Fred Hersch on Thelonious Monk

October 10, 2017

We’re celebrating MONKTOBER with lessons, interviews and archival features all focused on legendary jazz pianist and composer Thelonious Monk.

As today is Monk’s actual birthday, we tracked down fellow jazz piano great Fred Hersch to get his take on Monk’s musical mastery.

Your new album Open Book features Monk’s song “Eronel.” What does his music mean to you?

I know it’s his big centennial celebration, but I basically play a Monk tune in every set I play. I don’t know when I started doing that particular ritual, but it’s become something that I, my band and the audience have come to expect. After you play an entire set of music, there’s something basic about getting to a Monk tune. Each one has its own particular kind of DNA – some of them are like puzzles that you have to live with for a very long time before you begin to understand them. And there’s always so much to play off of – not just the harmony, but the melodic motives as well. For some reason, I’ve been known as a Monk player – I might actually have done the first solo piano CD when I was on Nonesuch entitled Thelonious – Fred Hersch Plays Monk. Here I am, a Midwestern, white, gay, Jewish guy, and then there’s Monk who’s obviously a completely different kind of person from a different era and background. But there’s something in his music that I find challenging enough to do something with that isn’t an imitation - without using pianistic devices like whole-tone scales, or spiky little runs. I try to not do those and get to something from the notes themselves. I’ve played Monk with Joe Henderson and Sam Jones, and with people that knew him and were around him. So it’s always fun to try and put his music through my own filter. With “Eronel,” Monk shared credit with Sadik Hakim. And nobody knows exactly who wrote what!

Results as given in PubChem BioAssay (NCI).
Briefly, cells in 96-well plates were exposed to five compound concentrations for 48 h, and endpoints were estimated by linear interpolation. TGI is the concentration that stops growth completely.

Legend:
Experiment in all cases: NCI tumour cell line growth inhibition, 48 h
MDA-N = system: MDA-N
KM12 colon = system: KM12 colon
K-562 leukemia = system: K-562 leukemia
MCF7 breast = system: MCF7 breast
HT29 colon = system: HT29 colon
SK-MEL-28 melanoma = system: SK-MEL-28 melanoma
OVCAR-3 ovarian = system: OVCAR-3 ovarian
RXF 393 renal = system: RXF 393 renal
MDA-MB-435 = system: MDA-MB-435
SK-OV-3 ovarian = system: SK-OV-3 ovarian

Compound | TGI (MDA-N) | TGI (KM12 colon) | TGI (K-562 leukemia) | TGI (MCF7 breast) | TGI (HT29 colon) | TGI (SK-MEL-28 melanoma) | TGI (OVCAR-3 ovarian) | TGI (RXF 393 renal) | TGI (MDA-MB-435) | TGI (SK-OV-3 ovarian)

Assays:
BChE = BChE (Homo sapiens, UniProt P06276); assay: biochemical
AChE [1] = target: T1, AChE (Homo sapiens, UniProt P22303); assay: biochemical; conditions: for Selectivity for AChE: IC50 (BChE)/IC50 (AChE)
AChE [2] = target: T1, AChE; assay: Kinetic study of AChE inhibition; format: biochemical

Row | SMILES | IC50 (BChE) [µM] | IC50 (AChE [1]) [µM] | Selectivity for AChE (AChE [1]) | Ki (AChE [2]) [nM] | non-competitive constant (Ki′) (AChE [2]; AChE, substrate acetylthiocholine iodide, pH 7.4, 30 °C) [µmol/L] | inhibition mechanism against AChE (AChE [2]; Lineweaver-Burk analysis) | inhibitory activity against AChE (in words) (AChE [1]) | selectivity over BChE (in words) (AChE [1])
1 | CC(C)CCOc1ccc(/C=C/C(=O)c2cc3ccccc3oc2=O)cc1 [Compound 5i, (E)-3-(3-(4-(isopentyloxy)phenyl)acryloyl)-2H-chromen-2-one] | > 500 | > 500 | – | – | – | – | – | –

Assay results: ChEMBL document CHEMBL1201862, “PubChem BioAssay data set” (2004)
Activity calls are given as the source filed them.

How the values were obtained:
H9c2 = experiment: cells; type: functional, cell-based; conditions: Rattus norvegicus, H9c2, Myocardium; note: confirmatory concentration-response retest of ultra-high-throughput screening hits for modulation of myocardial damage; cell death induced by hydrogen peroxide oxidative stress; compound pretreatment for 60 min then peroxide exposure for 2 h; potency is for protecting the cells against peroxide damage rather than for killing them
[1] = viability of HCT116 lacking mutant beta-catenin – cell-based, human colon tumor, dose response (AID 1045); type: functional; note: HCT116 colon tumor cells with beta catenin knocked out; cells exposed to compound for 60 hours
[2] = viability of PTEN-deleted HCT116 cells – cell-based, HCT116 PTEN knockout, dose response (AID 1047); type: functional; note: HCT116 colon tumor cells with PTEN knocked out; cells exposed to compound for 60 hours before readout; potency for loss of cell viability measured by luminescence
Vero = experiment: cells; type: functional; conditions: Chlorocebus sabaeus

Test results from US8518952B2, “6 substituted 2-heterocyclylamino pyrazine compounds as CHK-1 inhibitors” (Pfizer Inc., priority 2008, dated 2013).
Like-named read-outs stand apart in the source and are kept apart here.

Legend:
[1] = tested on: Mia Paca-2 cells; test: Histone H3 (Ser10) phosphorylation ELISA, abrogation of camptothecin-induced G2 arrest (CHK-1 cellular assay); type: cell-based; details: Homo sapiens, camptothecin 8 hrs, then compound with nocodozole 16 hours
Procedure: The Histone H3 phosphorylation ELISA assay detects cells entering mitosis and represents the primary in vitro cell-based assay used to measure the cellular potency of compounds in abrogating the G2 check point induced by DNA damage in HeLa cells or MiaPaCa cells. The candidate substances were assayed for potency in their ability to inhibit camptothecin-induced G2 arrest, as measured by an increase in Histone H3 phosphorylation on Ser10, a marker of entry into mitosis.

Monk’s songs almost require the precision of contemporary classical music. You can’t just wing them!

Right. He was a serious composer and he knew what he was doing.  I’m told he spent years finishing and perfecting some of his tunes. So you want to honor the tunes as much as possible, while still being yourself. But you’re right about the precision – fortunately, there’s a great Monk Fake Book by Steve Cardenas that’s really accurate. Now we have those kind of resources, but when I was living in Ohio, I had to literally learn them by ear.

 

 

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